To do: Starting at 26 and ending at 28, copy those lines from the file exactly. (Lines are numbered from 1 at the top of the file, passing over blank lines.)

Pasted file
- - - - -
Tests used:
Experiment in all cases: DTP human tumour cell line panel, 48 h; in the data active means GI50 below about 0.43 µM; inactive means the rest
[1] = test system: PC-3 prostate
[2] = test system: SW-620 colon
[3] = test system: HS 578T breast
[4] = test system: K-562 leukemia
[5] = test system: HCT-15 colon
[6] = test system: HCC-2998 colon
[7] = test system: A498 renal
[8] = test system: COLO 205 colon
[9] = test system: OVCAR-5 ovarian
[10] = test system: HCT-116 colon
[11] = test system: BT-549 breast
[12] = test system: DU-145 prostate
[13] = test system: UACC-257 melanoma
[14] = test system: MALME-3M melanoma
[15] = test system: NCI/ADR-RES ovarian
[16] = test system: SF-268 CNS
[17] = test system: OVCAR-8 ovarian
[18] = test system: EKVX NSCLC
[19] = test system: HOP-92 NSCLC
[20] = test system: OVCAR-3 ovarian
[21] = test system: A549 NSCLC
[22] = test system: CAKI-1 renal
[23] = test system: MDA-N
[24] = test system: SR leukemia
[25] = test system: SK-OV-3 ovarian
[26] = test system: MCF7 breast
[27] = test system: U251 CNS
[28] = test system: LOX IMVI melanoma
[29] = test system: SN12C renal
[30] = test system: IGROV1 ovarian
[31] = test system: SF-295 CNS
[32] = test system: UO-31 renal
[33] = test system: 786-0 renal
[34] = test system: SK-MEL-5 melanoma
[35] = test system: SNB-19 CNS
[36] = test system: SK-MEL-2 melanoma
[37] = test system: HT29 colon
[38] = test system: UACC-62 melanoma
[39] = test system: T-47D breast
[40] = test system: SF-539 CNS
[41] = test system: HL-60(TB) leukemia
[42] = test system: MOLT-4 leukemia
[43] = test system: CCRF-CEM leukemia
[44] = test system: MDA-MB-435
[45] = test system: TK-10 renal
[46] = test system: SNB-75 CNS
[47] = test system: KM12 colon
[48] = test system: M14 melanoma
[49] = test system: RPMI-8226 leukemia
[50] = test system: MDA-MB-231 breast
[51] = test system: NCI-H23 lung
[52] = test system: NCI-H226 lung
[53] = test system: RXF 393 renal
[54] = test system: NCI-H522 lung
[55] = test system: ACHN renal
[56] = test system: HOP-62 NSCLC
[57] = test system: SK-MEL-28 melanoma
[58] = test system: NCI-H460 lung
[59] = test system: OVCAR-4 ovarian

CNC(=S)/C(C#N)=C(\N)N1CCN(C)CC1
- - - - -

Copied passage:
[24] = test system: SR leukemia
[25] = test system: SK-OV-3 ovarian
[26] = test system: MCF7 breast